Perhaps the same thought nags at you as well.
I prefer answers that are simple and direct, and don't require invoking a cosmological constant. It wasn't until later in life that I came up with an answer that works for me.
Your results may be different, naturally.
I believe it's very simple: we are here to be happy -- individually and collectively.
Learning To Be Happy
I think it has something to do with hormones.
As an adult, I was eventually successful in teaching myself what made me happy. It wasn't obvious at first. I lost a lot of time chasing things that other people told me were supposed to make me happy, but didn't. My world changed significantly for the better when I finally dialed in the working formula.
A key learning: listen to yourself, not others.
I often meet adults of all ages and all walks of life that haven't succeeded at this fundamental mission yet. I feel for them, and help as I can. May you have an epiphany as I did.
When you're happy, you tend to live a harmonious life. You don't quarrel, or have many bad days. You aren't easily irritated, and you don't rant much. Your energy and interactions tend to be positive, which engenders the same from others. People want to interact with you as a result.
And, most importantly, being happy at your core enables you to do more for others.
Helping Those Close To You To Be Happy
Like many of you, I am in a long-term married relationship with three wonderful kids. I really, really want them to be happy, much as I am. I work hard at helping them as needed, but it's fundamentally their job -- not mine.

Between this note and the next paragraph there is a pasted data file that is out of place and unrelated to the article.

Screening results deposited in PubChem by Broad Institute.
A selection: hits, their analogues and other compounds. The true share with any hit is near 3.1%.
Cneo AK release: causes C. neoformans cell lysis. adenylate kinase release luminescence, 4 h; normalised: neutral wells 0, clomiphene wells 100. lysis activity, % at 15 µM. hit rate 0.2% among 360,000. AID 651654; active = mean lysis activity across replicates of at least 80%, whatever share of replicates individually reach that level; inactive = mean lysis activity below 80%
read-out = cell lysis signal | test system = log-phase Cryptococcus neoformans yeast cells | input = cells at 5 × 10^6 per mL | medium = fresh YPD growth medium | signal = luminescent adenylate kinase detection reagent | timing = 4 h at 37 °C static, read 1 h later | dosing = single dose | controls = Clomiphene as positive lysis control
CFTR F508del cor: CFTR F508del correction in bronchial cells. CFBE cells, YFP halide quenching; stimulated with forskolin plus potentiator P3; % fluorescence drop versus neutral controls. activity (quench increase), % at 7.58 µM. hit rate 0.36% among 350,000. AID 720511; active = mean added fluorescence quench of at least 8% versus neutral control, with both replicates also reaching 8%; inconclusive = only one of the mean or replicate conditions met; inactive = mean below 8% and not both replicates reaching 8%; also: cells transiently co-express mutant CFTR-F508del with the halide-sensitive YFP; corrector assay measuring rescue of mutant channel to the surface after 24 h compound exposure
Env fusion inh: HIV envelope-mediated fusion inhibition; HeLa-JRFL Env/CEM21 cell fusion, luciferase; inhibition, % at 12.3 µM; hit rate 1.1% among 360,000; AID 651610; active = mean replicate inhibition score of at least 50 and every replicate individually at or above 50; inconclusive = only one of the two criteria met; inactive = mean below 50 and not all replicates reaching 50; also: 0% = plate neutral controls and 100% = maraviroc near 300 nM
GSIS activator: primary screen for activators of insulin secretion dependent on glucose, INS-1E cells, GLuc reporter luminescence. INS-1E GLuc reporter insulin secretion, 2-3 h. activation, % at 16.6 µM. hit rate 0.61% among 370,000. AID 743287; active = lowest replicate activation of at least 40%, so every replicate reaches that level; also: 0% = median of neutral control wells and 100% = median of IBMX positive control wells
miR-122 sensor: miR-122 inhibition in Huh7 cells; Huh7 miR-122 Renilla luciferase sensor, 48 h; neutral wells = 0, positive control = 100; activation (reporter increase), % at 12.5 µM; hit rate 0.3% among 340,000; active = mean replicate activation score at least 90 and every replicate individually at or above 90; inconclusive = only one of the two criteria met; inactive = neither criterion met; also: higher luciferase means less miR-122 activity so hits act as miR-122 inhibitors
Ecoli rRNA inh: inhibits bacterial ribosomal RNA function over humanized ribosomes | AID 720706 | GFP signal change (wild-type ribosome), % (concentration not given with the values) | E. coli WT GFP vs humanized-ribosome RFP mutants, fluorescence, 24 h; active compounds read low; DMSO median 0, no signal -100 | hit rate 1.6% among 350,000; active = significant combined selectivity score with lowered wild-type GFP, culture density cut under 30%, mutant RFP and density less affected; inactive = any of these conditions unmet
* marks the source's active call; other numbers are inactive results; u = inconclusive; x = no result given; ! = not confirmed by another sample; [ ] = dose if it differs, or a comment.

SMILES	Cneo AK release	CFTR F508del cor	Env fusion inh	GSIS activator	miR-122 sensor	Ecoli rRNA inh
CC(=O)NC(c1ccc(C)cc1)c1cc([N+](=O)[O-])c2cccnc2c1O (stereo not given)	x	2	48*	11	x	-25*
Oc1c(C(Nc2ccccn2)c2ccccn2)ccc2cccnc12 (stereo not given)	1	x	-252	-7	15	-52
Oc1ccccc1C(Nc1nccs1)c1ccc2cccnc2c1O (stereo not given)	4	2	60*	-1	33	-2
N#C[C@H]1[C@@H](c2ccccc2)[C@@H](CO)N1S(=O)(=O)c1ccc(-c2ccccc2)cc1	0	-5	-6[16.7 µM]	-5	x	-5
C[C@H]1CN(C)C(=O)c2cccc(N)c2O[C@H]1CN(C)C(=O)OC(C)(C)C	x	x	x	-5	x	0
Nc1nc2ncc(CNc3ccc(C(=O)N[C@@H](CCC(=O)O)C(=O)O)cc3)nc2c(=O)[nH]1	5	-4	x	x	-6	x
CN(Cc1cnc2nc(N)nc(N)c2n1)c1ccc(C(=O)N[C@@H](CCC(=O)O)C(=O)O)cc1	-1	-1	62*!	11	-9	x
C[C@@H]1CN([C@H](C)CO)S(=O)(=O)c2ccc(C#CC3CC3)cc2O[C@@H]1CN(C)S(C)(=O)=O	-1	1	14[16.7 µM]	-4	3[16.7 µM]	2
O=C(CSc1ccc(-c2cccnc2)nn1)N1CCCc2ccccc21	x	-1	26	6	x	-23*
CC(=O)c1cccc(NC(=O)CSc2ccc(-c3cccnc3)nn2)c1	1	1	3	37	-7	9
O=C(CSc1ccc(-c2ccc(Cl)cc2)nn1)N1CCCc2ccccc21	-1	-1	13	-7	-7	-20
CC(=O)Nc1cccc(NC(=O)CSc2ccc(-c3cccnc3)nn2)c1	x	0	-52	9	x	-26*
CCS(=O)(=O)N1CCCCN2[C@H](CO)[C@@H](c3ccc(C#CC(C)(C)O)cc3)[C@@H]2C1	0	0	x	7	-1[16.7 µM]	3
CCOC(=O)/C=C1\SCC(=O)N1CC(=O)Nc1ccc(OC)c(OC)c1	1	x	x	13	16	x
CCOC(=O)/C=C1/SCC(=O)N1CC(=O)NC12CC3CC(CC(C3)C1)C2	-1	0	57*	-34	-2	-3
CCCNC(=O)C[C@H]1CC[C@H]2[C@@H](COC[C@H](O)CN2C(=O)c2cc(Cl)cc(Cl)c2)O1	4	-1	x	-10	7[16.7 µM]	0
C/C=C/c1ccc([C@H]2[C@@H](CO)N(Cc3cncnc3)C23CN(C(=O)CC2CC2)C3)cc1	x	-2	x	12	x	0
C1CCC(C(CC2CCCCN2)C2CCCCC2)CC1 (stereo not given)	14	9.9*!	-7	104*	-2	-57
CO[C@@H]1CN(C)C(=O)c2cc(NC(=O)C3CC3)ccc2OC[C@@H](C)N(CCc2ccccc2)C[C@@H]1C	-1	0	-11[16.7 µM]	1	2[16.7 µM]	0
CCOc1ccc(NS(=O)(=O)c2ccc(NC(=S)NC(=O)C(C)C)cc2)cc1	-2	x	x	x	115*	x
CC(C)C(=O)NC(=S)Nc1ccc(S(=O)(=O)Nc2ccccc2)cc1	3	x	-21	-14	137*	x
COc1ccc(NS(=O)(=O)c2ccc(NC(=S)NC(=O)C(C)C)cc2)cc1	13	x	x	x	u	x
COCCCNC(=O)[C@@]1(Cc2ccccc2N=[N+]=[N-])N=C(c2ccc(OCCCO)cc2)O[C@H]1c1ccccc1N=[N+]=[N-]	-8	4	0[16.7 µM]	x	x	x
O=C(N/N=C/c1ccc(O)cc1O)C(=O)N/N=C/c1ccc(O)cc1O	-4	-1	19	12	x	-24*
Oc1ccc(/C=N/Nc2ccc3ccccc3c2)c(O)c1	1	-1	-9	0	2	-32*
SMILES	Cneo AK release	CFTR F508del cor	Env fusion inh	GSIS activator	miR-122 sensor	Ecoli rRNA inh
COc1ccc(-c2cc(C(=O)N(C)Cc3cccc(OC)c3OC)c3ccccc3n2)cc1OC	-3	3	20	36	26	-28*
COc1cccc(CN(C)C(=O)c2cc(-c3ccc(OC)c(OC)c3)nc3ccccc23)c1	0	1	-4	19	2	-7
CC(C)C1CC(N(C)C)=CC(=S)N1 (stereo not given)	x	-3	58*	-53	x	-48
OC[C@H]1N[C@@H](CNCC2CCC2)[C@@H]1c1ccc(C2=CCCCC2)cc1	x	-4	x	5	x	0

My wife is very happy these days. She is doing exactly what she wants to do, and is quite good at it. Her days are long, but she enjoys it deeply. Seeing her so satisfied of course makes me happy.
Yes, it sounds dopey, but it's true -- you can't be happy unless your spouse/partner is happy as well. I have no problem putting her happiness ahead of mine as need be.
My three children are all happy young adults. They feel good about themselves, their place in life, and what the future will bring them. As a result, they tend to make good decisions, which is important.
Seeing them on the road to their future makes me deeply pleased.
Helping Others Be Happy
Once you've taken care of yourself and those close to you, you're in a stronger position to help others. I've found that's very hard to do if you're worrying about your own situation, or that of your family.
For example, I routinely make the time to encourage and mentor those that I work with. Skip the corporate mentoring program, and just do it because it feels good to help others. Most of the time, I help people discover what they really want out of work and their career. Often, they've adopted someone else's goals without going through their own internal discovery process. That's sort of like wearing someone else's clothes and expecting to be comfortable.
I give of my time and money. If someone I've met is going through a rough patch, I listen with empathy, offer encouragement and refrain from giving specific advice unless asked. When I retire, I look forward to investing more time in younger people going through their formative years -- it can be a rough patch for many.
Not everyone means well. If someone appears intent on putting a dent in my positive attitude, I steer clear and refrain from interaction. Lots of people out there working on lots of issues, and not all of them can be helped.
A Simple Philosophy
Thinking about the world this way makes it very easy in my interactions with others: I try to help them get what they want unless it would adversely impact someone. Happiness shouldn't be a zero sum game. When I can help someone out, I feel good -- it's a win-win.
So, what's your philosophy?